SAN FRANCISCO— The gold letters spelling out “City Lights” on the corner act as somewhat of an unassuming, arching beacon towards the front door of the bookstore in a grittier part of San Francisco’s Chinatown.
For all intents and purposes, it’s just another bookstore and for most tourists and passers-by, it likely remains just that. Its shelves are stacked to the brim with old classics and new bestsellers, quirky and off-beat quotes are precariously placed above doorways and in nooks, and the clerk has a cool air about him as he slides patrons’ purchases back across the dimly lit counter. At a glance, City Lights could just be a bookstore like any other. Only, to leave City Lights as “just a bookstore” is to say that Fenway is “just a ballpark,” or that Grand Central is “just a train station,” and to call it “just a bookstore” is to miss out on the history of a revolutionary American literary movement that was spearheaded in-between these very stacks at City Lights.
Inside, the remnants of City Lights’ spirited history begin to emerge. Lettering in chalk over the first doorway foretells, “Abandon all despair ye who enter here,” and in a sunken alcove, shelves upon shelves of independently published paperback literature. Beyond the San Francisco travel section an additional doorway that opens to a small hallway containing an unexplained floor mosaic from past tenants that reads, Vitalini Fotografia Italiana, and an untidily kept bulletin board covered in a rainbow of Post-It notes. Here, folks offer themselves for odd jobs and post quotes from favorite authors, and upon reading a few it seems as if the multicolored scraps and scribbles come from unshaven backpackers of the likes of young, vagabond Jack Kerouac reincarnates. The heart of the Beat movement still pulses here, and the layers of contemporary American literary history come to life in the fading black and white photographs of great writers and poets over the years lining the stairwell to the upstairs shelves of beat poetry.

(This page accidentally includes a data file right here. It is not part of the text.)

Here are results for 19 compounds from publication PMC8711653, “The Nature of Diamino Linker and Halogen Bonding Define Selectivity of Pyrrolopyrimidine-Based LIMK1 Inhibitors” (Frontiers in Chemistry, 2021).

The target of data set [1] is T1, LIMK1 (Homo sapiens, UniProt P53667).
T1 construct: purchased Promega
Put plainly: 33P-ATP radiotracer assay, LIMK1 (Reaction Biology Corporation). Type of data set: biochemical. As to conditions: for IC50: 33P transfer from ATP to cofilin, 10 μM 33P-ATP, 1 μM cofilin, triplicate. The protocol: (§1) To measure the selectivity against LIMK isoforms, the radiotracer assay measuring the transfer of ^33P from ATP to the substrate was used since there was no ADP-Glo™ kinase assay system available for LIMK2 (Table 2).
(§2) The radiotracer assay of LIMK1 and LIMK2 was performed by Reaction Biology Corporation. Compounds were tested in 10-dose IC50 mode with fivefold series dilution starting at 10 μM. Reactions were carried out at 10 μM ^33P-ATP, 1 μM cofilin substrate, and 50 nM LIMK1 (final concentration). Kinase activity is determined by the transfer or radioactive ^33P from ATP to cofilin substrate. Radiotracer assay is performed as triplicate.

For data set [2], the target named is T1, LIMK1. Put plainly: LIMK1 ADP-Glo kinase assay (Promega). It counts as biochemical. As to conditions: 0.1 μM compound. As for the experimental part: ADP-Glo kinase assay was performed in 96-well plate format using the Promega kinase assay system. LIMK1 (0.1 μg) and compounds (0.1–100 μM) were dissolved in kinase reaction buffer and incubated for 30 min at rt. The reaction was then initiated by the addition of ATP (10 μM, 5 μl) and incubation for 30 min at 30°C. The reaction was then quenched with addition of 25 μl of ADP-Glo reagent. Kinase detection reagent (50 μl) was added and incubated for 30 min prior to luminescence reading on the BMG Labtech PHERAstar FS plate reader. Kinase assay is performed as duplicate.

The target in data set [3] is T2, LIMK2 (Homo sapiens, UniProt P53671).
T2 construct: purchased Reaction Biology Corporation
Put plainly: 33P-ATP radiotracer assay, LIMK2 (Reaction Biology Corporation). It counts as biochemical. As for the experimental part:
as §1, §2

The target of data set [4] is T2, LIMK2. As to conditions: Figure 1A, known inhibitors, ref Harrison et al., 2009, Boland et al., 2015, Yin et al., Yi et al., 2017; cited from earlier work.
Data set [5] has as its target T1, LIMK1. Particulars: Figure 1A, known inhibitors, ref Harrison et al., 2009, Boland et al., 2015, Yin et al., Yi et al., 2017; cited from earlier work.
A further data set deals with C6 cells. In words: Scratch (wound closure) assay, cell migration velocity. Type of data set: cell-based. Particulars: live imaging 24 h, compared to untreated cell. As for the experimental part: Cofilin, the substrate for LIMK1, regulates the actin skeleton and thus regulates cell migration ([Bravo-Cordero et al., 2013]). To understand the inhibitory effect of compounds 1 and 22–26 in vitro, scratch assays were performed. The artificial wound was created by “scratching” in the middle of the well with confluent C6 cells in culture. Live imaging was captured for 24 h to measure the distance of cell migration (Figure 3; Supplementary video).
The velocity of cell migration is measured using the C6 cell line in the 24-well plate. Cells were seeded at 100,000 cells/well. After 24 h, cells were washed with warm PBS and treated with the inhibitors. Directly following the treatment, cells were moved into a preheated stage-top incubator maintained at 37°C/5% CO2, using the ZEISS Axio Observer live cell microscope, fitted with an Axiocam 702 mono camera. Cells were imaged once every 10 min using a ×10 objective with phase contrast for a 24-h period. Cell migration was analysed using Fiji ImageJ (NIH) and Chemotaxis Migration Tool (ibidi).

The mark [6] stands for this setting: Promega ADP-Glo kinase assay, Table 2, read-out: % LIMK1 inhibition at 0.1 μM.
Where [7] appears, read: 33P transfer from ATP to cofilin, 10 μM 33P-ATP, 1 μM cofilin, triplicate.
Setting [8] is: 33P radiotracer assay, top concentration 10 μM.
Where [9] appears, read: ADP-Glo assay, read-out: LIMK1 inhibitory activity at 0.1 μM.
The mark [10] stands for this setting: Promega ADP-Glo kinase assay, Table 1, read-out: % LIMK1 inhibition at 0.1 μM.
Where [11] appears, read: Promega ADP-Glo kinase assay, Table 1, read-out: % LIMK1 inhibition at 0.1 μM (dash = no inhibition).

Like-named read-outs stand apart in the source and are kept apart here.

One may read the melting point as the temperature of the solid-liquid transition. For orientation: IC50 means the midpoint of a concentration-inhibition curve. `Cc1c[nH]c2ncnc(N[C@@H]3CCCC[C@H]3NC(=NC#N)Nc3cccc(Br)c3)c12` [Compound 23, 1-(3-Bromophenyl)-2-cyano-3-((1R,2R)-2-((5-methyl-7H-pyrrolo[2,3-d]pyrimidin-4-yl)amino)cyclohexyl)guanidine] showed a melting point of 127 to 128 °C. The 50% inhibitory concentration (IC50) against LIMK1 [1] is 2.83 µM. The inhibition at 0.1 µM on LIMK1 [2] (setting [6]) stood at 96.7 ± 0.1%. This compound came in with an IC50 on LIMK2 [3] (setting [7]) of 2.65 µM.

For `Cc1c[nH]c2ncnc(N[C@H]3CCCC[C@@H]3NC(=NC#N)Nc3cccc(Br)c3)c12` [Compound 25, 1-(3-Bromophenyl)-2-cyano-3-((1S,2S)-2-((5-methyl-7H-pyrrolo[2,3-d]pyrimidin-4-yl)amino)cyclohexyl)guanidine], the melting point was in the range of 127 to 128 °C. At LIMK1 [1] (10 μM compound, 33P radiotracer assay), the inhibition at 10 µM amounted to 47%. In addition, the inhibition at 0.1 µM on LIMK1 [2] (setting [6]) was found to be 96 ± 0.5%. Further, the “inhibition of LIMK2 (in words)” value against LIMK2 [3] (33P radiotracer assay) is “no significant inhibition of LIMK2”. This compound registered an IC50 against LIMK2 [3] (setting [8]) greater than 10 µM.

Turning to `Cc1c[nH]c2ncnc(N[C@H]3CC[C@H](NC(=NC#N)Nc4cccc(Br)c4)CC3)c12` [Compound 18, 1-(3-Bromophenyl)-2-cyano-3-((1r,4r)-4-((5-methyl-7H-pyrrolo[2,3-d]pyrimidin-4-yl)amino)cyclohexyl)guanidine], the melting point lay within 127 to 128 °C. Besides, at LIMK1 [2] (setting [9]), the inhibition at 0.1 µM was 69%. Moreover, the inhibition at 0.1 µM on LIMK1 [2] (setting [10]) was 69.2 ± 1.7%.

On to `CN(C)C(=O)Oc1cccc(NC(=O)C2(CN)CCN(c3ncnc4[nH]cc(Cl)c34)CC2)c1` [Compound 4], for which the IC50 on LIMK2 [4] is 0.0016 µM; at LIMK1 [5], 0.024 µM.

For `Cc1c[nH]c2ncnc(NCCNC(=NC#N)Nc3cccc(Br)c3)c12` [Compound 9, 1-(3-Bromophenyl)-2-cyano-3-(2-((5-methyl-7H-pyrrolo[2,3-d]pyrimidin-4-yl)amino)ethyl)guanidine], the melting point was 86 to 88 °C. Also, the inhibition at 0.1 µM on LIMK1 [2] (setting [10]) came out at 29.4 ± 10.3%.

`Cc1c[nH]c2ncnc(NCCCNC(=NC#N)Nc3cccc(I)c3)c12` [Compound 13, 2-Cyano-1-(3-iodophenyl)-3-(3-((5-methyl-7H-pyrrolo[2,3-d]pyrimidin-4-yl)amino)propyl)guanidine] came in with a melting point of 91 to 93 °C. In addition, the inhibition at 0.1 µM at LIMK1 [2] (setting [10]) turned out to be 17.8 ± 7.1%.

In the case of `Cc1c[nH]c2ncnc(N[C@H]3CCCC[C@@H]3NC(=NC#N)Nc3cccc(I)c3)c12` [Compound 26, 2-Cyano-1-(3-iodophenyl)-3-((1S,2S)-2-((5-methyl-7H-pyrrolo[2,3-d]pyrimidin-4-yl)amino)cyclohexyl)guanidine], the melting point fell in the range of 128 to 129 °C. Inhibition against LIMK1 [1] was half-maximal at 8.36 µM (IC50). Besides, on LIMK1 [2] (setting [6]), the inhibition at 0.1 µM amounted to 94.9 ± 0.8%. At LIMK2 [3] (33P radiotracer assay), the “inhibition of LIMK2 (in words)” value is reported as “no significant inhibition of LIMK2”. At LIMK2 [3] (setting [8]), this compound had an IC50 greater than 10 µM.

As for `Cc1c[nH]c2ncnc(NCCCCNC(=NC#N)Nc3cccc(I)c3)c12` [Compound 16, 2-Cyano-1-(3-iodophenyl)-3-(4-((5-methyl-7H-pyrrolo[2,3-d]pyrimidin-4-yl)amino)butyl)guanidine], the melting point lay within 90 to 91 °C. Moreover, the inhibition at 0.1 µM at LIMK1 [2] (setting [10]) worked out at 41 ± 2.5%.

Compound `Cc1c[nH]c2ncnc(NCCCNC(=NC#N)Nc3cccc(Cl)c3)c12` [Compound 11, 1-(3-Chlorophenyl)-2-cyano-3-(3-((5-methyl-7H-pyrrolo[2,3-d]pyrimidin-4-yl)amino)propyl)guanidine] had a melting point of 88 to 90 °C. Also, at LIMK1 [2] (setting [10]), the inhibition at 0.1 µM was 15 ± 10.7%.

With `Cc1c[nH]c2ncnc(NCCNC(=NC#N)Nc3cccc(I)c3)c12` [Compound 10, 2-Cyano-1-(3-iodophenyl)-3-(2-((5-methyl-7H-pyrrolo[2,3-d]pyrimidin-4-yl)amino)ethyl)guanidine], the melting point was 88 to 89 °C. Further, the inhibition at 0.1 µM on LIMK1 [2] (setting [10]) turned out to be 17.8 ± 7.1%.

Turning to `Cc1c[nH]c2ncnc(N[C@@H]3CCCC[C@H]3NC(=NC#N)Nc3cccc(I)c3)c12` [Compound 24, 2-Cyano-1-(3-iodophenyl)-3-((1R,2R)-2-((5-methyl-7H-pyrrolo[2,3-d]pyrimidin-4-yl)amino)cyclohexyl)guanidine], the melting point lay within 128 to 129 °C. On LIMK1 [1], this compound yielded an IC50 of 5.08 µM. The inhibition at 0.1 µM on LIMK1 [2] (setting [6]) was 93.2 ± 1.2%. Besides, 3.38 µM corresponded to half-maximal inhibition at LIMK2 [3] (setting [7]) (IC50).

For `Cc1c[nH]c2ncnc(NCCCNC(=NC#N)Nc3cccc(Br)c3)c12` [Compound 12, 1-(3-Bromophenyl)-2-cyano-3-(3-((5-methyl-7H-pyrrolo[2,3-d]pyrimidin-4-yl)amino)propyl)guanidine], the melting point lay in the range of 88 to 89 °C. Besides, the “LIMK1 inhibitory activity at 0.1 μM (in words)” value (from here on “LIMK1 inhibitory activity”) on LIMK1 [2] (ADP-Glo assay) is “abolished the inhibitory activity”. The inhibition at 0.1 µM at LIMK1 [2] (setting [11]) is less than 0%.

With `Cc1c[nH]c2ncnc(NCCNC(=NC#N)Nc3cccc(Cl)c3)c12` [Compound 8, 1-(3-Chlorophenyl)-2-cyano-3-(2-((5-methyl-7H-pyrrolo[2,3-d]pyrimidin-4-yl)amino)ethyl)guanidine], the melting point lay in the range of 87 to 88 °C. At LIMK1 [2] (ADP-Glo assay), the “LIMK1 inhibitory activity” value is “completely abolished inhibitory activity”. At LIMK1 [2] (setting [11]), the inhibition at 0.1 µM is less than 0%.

Although the books on the shelves have changed, the spirit of the independent bookstore appears to remain the same as when poet Lawrence Ferlinghetti opened its doors in 1953 with business partner Peter D. Martin. As signified in the proud way that the independently published paperbacks on anti-authority, counterculture, and gender are featured front and center, the soul of City Lights’ shines in its fierce commitment to progressive ideas, the same ones that shaped the San Francisco renaissance and the Beat movement in the 1950s.
Today, City Lights remains a haven for readers, poets, and writers of all kinds, championing those who aren’t afraid to challenge censorship, authority, and general pushing of the envelope.
As they themselves put it best, “City Lights has become world-famous, but it has retained an intimate, casual anarchic charm. It’s a completely unique San Francisco experience, and a must for anyone who appreciates good books.”
Howl by Allen Ginsberg
On the Road by Jack Kerouac
If you go
City Lights Booksellers and Publishers
261 Columbus Ave.
San Francisco, California